Rod Hall Goes Xtreme
VORRA's Xtreme Outlaws 250 race outside of Reno, Nevada, had a real throwback: The Grabber Olds, once raced by actor James Garner, made the scene piloted by Rod Hall. The '70 Oldsmobile 4-4-2 was originally modified by Vic Hickey for Garner. A few years ago Ron Johnson came across what was left of the car and mounted a complete restoration.
Hall led a parade of Xtreme Outlaws' competitors to the start line in the Olds, and then raced the car until its alternator went south. A devoted fan found a replacement at a local auto parts store, and Hall was soon back on the course with sponsors and members of the media riding shotgun.
Emily Miller, driving Rod Hall Racing's Hummer H3, also had her share of problems. She lost a brake line and ran for some 60 miles without much stopping power before it was fixed. After the repair she ran hard, but Mike Shaffer in a JeepSpeed Cherokee nosed her out of a Class 7 victory by two seconds.
Roger Norman, who finished Second in Class 1, described the 65-mile course as "rock crawling, desert racing, and rally racing all in one. I didn't know we got to do all three."
Bigfoot in a Bow Tie?!?
Yes, Ford fans, your eyes aren't deceiving you. In a move that flies in the face of decades of tradition, a Bigfoot monster truck is dressed as a Chevrolet. How in the heck did this happen? Firestone, one of Bigfoot's major sponsors, has become the official tire of Major League Baseball. When the folks at Bigfoot 4x4 got wind of this, they saw an opportunity to have a monster truck at MLB's All Star Game. The hitch? Chevrolet is MLB's official truck.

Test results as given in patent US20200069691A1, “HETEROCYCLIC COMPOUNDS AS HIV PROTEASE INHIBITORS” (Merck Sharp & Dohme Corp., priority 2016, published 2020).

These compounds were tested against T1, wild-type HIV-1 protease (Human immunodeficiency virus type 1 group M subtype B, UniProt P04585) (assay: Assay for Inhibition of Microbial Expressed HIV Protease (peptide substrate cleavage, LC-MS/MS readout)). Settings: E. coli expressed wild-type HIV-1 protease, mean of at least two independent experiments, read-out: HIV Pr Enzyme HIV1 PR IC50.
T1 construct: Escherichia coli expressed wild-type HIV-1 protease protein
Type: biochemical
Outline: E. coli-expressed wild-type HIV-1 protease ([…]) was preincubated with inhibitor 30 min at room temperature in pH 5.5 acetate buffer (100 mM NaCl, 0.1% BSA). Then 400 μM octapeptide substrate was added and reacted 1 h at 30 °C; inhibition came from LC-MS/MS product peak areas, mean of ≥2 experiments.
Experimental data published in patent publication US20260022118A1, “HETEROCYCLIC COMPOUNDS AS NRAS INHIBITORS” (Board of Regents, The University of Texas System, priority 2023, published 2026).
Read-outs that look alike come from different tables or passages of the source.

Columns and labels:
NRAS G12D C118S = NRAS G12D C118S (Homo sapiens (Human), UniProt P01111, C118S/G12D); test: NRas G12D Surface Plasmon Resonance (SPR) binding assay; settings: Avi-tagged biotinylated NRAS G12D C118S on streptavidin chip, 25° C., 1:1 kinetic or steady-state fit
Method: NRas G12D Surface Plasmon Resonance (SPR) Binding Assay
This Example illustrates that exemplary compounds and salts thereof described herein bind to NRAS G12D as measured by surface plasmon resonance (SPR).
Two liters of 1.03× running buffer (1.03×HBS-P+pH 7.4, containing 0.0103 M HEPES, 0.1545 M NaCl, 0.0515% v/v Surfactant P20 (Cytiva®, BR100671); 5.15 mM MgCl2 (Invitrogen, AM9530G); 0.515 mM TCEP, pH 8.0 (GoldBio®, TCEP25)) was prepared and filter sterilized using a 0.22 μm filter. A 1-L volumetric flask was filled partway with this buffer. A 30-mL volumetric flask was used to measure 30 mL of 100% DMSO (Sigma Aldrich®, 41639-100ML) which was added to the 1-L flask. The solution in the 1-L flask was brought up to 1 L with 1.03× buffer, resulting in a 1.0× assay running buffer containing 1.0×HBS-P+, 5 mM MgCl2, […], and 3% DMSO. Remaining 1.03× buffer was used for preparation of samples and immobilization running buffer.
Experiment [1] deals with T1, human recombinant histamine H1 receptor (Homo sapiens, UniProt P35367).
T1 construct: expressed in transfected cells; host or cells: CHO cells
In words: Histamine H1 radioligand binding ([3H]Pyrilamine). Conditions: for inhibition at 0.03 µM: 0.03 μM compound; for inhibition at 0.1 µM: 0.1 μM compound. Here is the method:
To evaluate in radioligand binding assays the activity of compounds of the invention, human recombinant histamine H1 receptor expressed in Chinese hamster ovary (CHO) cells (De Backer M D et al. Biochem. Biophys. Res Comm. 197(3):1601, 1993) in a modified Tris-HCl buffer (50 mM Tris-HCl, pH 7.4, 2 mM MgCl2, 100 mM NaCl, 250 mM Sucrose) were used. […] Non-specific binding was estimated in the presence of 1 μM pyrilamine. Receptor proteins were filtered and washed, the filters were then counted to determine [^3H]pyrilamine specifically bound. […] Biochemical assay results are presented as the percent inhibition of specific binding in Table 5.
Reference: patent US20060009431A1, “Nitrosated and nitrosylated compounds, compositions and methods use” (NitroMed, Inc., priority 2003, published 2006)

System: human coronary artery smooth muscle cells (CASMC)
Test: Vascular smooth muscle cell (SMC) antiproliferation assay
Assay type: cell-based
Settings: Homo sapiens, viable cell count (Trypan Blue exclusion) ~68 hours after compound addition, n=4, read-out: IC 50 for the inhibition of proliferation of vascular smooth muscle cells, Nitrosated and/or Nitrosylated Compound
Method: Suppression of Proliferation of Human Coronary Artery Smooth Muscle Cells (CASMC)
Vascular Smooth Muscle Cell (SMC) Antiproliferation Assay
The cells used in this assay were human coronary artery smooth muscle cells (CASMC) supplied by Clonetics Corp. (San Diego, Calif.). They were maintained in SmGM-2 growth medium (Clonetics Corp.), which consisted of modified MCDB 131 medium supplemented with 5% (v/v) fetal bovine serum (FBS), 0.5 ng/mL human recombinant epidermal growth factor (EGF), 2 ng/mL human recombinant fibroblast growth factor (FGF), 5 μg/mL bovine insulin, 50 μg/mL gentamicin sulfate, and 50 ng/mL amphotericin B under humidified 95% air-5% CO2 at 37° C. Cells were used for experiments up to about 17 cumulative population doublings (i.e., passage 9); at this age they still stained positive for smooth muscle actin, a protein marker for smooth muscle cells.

So, could Bigfoot be a ... Chevy? "Yes!" said the Bigfoot 4x4 crew. They ordered a fiberglass Silverado monster truck body and even built a 540-inch Chevy big-block to power the truck.
Chrysler "demotes" Hemi
In another example of the world turned upside down, word has come out of Chrysler that it will no longer label its Hemi engines "Hemi" for certain Jeep and Chrysler models. How in the heck did this happen? It's all part of Chrysler's effort to "create a greener and more refined image," according to a story in the Wall Street Journal. As the automaker puts more marketing emphasis behind its V-6 Pentastar engine and fuel-sipping, Fiat-based four-bangers, Hemi apparently carries gas-guzzling connotations, not to mention a certain, um, unrefined quality. (Think back to when the Hemi was first planted in the Ram pickup and the TV ad with the two redneck numbskulls asking, "That thing got a Hemi in it?") A Hemi in a Jeep will be called simply a "5.7-liter V-8."
This nonsense doesn't apply to Ram trucks or Dodge cars. One unidentified dealer said in the WSJ article, "It's really just the Ram and Dodge owners who still wear the Hemi badge with pride." Huh?
V-6 Standard in '11 F-150
OK, we have one more weird one, but this may not be as bad as it sounds at first. Trade journal Automotive News reports the standard engine in the upcoming '11 Ford F-150 will be the 3.7L V-6 found in the base '11 Mustang. If that's the case (Ford would not confirm), it would actually give the new truck a more powerful engine than the current standard V-8. For '10 models, the F-150's base 4.6L, two-valve V-8 produces 248 hp. The Mustang's V-6 makes 305 hp, more than even the F-150's optional three-valve 4.6 (at 292 hp).
Now, the new V-6's 280 lb-ft torque peak falls below the standard 4.6's 294 lb-ft. And Mustang power peaks at pretty high engine speeds: torque at 4,250 rpm, horsepower at 6,500 rpm. But it wouldn't surprise us if Ford decides to tweak the 3.7 for better torque numbers at lower engine speeds before putting it in the F-truck. Plus, Automotive News also reports that the F-150 will have the Mustang's 5.0L V-8 as an option, with 412 hp and 390 lb-ft of torque.